3 Homebuyers Reveal Why They Regret Buying Flipped Houses

published Oct 24, 2023
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Male worker installing new wooden laminate flooring. The combination of wood panels of laminate and ceramic tiles in the form of honeycomb. Kitchen renovation
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Plenty of buyers are excited by the prospect of purchasing a recently flipped home. First of all, you know that the place has already been updated with modern conveniences, cutting back on the amount of work you’ll need to do when you move in. Additionally, these updates normally include new appliances, which means you can sleep soundly at night knowing that everything from your water heater to your refrigerator should last for several years to come. 

However, not every flip is created equally. Sometimes buyers discover that something scary (and often expensive) is lurking just underneath the beautiful surface. Ahead, hear from three buyers who regret buying a flip after all.

The builders cut corners.

Michael Coleek-Johnson and his wife were very excited when they purchased their newly renovated home in La Quinta, California, back in 2022. But they quickly realized that while the home had recently undergone a “stunning transformation,” it was all about to fall apart. 

“The hardwood floors gleamed, the kitchen boasted high-end appliances, and the backyard was an oasis of palm trees,” Coleek-Johnson recalls of the property when the first moved in. “It was picture-perfect, or so I thought.” 

Unfortunately for the Coleek-Johnsons, the glossy surface of their home was just a cover for a massive plumbing nightmare, dangerous electrical issues, and more. “The contractors had cut corners to make a quick profit, leaving me with a money pit that drained my finances and tested my patience,” he says. “But the real shocker came when I discovered that the previous flip had concealed significant ceiling problems in one of the rooms that required more money to fix.” 

There was hidden structural damage.

The trouble started for Farnam Elyasof “right after the ink dried on the closing papers,” who closed on his beautifully renovated property in the Clairemont neighborhood of San Diego. “The real estate agent, with his slick sales pitch, conveniently omitted some crucial details,” Elyasof says of the property, which included structural problems that eventually lead to massive flooding. 

“The walls that initially appeared rock-solid had hidden cracks, causing pesky leaks whenever a San Diego downpour hit,” he continues. “The stunning hardwood floors, once a source of pride, were warping due to an unresolved plumbing disaster.”

All of this led to even more trouble, including a cockroach invasion, but that wasn’t the worst of it, according to Elyasof, who says the expenses only piled up faster and faster with each passing day. “I had to shell out a fortune for repairs, including redoing the plumbing, and patching up those pesky holes where the leaks were happening,” he says. “I fumigated as well and repaired the holes where the cockroaches were coming from.”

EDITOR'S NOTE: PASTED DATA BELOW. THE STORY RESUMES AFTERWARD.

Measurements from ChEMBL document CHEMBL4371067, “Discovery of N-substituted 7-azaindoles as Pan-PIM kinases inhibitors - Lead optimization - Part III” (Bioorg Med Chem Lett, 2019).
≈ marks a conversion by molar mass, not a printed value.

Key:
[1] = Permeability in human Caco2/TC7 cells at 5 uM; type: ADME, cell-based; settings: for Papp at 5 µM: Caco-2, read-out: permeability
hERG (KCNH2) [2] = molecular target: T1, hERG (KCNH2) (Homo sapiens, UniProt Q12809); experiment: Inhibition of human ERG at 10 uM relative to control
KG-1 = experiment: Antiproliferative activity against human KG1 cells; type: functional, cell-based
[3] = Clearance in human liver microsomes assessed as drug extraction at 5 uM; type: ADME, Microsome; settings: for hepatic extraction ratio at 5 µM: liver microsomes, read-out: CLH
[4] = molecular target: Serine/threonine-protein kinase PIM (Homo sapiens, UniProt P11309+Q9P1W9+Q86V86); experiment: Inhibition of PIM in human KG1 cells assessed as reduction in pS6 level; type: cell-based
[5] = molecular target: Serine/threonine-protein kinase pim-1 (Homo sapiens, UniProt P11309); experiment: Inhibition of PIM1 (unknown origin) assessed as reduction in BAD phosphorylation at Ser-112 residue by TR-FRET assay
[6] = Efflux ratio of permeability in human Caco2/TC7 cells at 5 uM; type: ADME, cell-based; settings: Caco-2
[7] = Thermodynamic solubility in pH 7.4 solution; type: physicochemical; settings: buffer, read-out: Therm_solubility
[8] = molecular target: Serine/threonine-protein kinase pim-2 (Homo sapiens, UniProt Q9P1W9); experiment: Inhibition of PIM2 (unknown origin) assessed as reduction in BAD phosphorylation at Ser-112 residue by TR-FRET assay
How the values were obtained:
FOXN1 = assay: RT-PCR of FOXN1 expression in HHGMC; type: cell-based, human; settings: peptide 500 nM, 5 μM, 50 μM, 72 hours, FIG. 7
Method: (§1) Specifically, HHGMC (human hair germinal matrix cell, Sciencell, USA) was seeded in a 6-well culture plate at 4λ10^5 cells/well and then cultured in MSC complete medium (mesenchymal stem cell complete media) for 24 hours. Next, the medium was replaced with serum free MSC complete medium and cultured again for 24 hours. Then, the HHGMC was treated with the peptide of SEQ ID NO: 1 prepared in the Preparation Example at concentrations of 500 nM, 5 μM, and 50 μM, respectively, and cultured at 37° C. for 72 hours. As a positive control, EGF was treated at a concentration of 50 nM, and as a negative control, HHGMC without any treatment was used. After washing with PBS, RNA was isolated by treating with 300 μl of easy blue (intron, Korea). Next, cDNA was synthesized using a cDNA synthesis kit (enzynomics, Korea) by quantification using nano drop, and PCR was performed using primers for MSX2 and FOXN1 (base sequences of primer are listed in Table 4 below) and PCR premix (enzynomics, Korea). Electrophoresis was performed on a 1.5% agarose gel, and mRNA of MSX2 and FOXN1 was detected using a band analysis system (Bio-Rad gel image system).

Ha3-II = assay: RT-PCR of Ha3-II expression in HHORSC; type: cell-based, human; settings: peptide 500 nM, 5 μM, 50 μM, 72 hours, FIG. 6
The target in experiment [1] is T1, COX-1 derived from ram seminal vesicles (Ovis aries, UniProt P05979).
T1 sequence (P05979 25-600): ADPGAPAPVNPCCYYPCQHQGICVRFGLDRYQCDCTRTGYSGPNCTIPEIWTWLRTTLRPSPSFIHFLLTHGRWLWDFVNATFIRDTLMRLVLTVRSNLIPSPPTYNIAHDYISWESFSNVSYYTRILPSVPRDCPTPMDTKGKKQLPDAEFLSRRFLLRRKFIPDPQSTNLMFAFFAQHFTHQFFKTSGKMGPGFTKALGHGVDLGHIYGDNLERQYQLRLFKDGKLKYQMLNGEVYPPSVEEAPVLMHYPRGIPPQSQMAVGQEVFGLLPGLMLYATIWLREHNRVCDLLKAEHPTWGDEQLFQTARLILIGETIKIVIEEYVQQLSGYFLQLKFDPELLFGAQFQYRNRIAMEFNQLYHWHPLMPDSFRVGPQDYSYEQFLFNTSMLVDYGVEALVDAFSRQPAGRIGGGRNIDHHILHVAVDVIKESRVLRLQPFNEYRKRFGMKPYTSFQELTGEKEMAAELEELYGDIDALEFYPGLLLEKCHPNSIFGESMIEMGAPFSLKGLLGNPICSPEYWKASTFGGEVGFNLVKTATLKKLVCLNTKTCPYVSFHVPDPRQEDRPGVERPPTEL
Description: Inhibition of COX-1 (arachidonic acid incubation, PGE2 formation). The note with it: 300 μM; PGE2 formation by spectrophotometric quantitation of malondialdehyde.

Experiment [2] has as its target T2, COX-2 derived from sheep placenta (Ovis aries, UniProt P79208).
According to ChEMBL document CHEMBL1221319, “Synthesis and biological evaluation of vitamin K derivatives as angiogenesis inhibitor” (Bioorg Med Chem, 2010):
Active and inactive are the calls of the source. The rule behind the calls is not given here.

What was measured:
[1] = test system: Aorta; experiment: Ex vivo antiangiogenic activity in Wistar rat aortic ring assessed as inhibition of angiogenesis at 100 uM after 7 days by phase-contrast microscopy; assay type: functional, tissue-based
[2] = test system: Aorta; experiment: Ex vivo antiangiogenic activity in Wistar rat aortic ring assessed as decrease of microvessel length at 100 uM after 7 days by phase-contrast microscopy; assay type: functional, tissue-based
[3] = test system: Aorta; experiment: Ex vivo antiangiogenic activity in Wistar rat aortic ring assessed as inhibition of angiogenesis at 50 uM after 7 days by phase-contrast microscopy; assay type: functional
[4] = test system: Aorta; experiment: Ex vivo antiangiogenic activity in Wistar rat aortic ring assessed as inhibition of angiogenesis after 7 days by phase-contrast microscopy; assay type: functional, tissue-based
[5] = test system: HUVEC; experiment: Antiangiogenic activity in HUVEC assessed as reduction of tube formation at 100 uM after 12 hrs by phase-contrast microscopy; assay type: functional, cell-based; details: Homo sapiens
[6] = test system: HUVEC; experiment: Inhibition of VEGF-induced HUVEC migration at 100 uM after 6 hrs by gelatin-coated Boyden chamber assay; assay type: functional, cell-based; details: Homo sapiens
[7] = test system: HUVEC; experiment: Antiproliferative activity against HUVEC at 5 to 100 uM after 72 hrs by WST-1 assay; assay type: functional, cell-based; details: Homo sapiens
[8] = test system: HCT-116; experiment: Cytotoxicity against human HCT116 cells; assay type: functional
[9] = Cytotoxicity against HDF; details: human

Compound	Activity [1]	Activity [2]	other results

He likened the experience to a tornado that upturned his life and stole the joy away from owning his dream home — even after he was able to fix all the issues that had been hidden out of sight before closing. 

Shoddy workmanship complicated things.

Sadly, my own story deserves a spot here. In 2017, my husband and I purchased a flipped property that seemed wonderful on paper. All of the appliances had recently been replaced and both the bathroom and kitchen had been completely redone. It was outfitted with all-new granite countertops and gorgeous hardwood cabinets. But those upgrades actually left us blinded to the massive issues hiding in nearly every corner of our home.

As part of the flip process, the contractors had replaced the HVAC system in our basement. But instead of using the correct equipment, they opted for a lower-cost alternative, installing a unit that was entirely too small for our home. They also used attic ductwork in the basement, something our HVAC tech would later tell us should’ve never cleared the home inspection.

Then there were the plumbing troubles — our washing machine had been installed on the same line as our kitchen sink, a major no-no that causes constant clogs and sewer backups — and ongoing issues with the moisture levels in the basement, thanks to an open-air crawl space that was never sealed off from the basement. They’re all headaches we’re still dealing with to this day, proving that all shiny flips that glitter are not, in fact, gold.